Marketing is a blanket term that encompasses a lot of things like customer relations, advertising, and direct sales. While providing an excellent product or service to your customers is vital, marketing is important too. To create a killer marketing campaign, it is a good idea to understand what marketing is and why it is important. Here are a few things you should know to help you understand why marketing matters to your small business.
MARKETING MAKES CONSUMERS AWARE THAT YOU EXIST
Once upon a time, consumers learned about businesses through print advertisements, radio and television commercials, or the yellow pages. Today, while most of those things are still around, if you do not have an online presence> then the perception is that you simply don’t have a business. One of the great things about creating an online presence is that it can be done at a lower cost than any of those other methods. Internet marketing can be the great equalizer when it comes to getting exposure for your business in the coming year.
You will find out quickly why marketing is important if you are not doing it. No matter what route you decide to go, one of the primary purposes of marketing is to make sure potential customers know that you exist.
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MARKETING LETS CONSUMERS KNOW WHAT YOU CAN DO FOR THEM
It’s important for consumers to know that you exist, but it is also important for them to know what you do – and more specifically, what you can do for them. You may be well-versed in your product and think it’s self-explanatory, but think of it from the perspective of someone who has not heard of it before. Even if it’s a common product or service, you probably decided to sell it because you could offer something others couldn’t. Your audience needs to know what you are offering, how it works and why it’s better than what someone else is offering.
MARKETING PROVIDES SUSTAINED ENGAGEMENT
Marketing is not a “one and done” sort of thing. These days consumers have voices coming from everywhere – billboards and television, print and social media, and of course, the internet – all trying to get their attention. Even if a consumer had a great experience with you, that experience can be drowned out. Thanks to the internet, media, and wireless devices, you can easily maintain a relationship with your customers that lasts far beyond the initial shopping or service experience. This can include everything from updates on popular products to helpful information and coupons for new products or services. Maintaining a relationship with your customers ensures that when they are looking for what you offer, they will be able to find it.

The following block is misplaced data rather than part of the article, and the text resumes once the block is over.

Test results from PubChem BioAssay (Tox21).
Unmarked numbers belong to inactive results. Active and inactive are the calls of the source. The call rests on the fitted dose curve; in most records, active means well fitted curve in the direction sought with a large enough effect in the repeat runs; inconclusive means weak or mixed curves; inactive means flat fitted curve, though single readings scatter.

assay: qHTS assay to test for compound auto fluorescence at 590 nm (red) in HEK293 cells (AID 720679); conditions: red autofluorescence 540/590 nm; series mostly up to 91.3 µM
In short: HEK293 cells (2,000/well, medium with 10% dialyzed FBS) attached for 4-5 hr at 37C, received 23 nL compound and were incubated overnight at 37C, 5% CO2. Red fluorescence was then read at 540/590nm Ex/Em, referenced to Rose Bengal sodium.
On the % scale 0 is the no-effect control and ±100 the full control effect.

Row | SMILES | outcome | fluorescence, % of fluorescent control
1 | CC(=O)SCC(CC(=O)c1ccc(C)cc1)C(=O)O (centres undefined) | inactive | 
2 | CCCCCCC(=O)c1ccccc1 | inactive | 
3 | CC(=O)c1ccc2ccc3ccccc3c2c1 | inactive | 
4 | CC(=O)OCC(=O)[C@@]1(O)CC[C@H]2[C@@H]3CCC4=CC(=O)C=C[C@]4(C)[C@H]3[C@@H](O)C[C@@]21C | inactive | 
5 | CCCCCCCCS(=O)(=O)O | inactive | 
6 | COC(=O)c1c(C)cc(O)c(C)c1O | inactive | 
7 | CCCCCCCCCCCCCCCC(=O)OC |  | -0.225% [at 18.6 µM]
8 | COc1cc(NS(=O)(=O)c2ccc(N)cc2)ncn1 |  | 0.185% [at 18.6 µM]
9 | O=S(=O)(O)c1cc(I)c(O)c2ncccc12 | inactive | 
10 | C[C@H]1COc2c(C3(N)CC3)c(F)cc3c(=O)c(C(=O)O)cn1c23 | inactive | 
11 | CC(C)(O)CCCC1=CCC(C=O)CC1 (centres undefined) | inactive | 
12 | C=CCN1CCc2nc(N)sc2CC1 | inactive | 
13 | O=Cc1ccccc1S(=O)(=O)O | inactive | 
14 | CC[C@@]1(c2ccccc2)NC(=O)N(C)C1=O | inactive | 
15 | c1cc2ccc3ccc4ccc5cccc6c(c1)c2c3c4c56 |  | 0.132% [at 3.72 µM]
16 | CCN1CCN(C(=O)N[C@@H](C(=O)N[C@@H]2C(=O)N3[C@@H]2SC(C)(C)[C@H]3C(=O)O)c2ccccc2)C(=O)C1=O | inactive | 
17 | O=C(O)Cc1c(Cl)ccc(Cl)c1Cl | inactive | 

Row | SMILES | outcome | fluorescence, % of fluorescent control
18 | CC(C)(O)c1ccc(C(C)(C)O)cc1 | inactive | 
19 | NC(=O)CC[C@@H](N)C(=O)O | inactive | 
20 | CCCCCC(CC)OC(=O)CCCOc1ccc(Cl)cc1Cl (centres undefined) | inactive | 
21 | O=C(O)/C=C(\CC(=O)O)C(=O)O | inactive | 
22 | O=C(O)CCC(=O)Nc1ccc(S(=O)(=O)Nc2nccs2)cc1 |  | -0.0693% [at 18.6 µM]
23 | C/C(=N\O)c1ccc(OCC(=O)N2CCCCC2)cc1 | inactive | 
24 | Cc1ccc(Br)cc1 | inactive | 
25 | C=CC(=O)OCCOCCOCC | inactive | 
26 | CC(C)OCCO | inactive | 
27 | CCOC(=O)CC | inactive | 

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MARKETING WILL HELP YOU MAKE THE SALE
When you reach out to customers through direct mail, email, mobile alerts or any other form of communication, you’re often doing more than just sending them information about your product or service. Not only are you sending them information about a sale or an update to your services, but if you do it right, you are also giving them a way to access you. Think about it. If you send an email with a coupon code, don’t you also provide a link to your website? This is another reason why marketing is important. The more opportunities you give potential customers to access your store, the more likely they will be to take you up on your invitation.
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MARKETING WILL HELP YOUR BUSINESS GROW
The greater reach you have, the greater your business expands. When your marketing campaigns are going well, you will make sales. The more sales you make, the bigger your business gets. Marketing is vital to that growth. When you can engage customers and let them know what you have to offer and how that can benefit them, your business profits. It’s a win for everyone!
Without marketing, a business may not survive. Understanding why marketing is important and how it works will only benefit your business. It will help you reach out to and inform your customers to keep them engaged and interested. That often leads to increased sales and business growth. Sales and growth mean that your business not only survives but thrives! Marketing matters.
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So, how do you set your marketing goals for your business? Start by asking yourself these nine questions:
HOW MUCH REVENUE WILL YOU NEED TO GENERATE FROM YOUR INBOUND MARKETING EFFORTS?
Look at last year’s total sales revenue. Multiply that number by the percentage of growth that your CEO/board members desire. Now, how much revenue do you already have for the year? Add that to how much you expect to earn before year’s end, and compare. These simple calculations will help you come up with the revenue gap.
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HOW MANY SALES WILL YOU NEED IN ORDER TO ATTAIN REVENUE GOALS?
Now, divide the revenue gap by the amount of your average sale to find out how many new customers are necessary to meet your target revenue.
WHAT IS YOUR CLOSING RATE AND HOW MANY OPPORTUNITIES DO YOU REALLY NEED?
Not every opportunity to reach potential clients translates into a sale. What is your average closing rate percentage? Divide the number of sales leads by the number of closed sales. This percentage of closed sales will help give you the number of opportunities you’ll really need to generate the specific quantity of opportunities necessary.
HOW MANY SALES QUALIFIED LEADS (SQLS) WILL YOU NEED?
The number of SQLs you need depends on the number of employees on your sales team. For example, if you have two salespeople, then you won’t need as many SQLs as you would if you had ten. Unfortunately, SQLs generate qualified leads only about 5 to 15% of the time, though every business is different.
HOW MANY MARKETING QUALIFIED LEADS (MQLS) WILL YOU NEED?
If you don’t have many members on the sales team, you’ll need more MQLs than SQLs. Look at past data to find the average percentage of MQLs that led to a conversion.